Loss of Institutional Memory at the APA

acrInstitutional memory is important. It reminds folks who join an institution of any kind what the mission of that organization is, what has come before them, what was considered important then and why, what continues to be the mission today. It strengthens the links in a longer historical chain that can easily be weakened if there is no one left in the institution to remember, to teach and to motivate the newcomers.

Veterans should be empowered to help newer hires understand that they are part of an important historical legacy. This is not to say that the institution cannot adapt to new circumstances and improve. It must. It is to say that there ought to remain a commitment to always keep the legacy in view so that the compass points in the same direction.

Adirondack Park Agency staff are highly skilled resource professionals doing a difficult job on a huge scale, working under difficult legal timelines and, like the rest of us, isolated from their colleagues during the pandemic.  However, judging from comments some of them made last week during the permit issuance for the Woodward Lake major subdivision, I believe the Adirondack Park Agency has lost significant amounts of institutional memory. That can lead to mission creep.

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Saturday, March 6, 2021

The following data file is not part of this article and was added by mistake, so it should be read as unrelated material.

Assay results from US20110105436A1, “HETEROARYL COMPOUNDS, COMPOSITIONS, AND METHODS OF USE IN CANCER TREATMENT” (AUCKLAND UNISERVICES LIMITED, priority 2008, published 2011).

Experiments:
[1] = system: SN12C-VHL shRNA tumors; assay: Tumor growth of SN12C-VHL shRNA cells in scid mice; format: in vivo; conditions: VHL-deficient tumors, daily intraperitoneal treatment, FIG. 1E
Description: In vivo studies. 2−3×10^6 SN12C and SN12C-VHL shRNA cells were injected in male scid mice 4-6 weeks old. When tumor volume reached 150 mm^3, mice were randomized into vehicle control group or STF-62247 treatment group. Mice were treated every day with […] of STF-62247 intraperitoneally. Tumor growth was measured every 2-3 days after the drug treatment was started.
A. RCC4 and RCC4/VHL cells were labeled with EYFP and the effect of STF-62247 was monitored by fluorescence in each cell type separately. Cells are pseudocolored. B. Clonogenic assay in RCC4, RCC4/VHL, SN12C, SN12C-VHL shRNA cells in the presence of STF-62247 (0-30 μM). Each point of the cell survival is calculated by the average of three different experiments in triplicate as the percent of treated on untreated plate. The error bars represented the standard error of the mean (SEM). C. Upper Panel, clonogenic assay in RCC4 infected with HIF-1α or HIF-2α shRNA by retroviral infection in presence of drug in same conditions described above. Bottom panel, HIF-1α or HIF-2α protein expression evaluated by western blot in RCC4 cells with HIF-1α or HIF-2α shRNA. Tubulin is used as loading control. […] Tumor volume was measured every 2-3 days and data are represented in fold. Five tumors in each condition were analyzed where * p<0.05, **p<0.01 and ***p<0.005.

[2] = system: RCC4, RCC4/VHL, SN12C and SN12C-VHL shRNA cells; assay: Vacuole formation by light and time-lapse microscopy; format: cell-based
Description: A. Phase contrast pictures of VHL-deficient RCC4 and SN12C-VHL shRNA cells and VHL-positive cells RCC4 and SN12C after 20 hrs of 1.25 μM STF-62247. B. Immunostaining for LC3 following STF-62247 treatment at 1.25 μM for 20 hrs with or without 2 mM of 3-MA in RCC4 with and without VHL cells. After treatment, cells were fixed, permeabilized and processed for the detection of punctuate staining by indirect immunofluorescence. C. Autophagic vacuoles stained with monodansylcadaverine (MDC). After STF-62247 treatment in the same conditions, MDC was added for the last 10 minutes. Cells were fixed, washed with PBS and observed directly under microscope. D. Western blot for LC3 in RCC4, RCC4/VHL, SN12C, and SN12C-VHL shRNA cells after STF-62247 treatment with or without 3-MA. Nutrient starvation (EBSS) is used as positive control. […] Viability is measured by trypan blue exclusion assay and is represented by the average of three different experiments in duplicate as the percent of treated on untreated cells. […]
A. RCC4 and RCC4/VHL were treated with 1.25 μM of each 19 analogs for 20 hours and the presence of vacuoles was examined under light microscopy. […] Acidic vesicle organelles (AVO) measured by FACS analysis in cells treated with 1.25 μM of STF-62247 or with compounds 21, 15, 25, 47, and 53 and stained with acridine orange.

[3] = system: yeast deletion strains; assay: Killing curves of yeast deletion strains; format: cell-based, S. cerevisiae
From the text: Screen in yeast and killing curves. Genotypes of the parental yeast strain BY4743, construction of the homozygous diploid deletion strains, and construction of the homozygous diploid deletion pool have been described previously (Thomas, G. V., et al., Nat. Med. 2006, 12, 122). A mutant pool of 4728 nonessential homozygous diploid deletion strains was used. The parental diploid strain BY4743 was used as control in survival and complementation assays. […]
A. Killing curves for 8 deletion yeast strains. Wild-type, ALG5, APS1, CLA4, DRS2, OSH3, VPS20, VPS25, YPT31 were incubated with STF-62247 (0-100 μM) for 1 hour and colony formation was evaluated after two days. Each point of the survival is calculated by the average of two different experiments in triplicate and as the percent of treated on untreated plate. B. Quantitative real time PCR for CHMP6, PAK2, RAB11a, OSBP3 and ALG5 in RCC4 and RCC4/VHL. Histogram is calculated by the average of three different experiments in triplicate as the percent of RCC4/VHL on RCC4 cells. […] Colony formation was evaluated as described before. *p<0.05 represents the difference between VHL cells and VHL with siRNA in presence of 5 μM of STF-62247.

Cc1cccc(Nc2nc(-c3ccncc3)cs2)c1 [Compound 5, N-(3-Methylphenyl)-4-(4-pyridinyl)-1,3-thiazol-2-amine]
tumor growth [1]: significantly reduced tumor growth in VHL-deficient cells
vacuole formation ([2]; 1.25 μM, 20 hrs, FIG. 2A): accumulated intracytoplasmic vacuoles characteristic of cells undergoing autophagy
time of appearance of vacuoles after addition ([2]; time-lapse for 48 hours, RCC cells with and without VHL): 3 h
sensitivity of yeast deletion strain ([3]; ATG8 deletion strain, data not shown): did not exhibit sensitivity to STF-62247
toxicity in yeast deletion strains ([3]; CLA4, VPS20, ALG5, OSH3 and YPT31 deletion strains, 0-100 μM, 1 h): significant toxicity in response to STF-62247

Discussion time: the APA at 50

We’re gearing up at the Adirondack Explorer to run a series looking back over the formation of the Adirondack Park Agency 50 years ago, as well as looking into the future of the agency.

Here are a few recent posts that are critical of the APA:

Things fall apart at the APA

Local government club at the APA

Now it’s time to weigh in and share your thoughts: What role should the APA play in the next 50 years? What’s working, what’s not?


Wednesday, February 17, 2021

Proposed campground for Hinckley and more from this month’s APA meeting

hinckley day use areaIn case you missed last week’s Adirondack Park Agency meeting, here are a few highlights.

The APA is collecting public comments on the Hinckley Day Use Area unit management plan proposed by the state Department of Environmental Conservation. Specifically, the APA will look at how this plan meshes with the Adirondack State Park Master Plan. DEC is proposing a revamp of the area, including new multi-use trails, additional camping opportunities and a pavilion at Price’s Point. Click here for more info, including how to comment.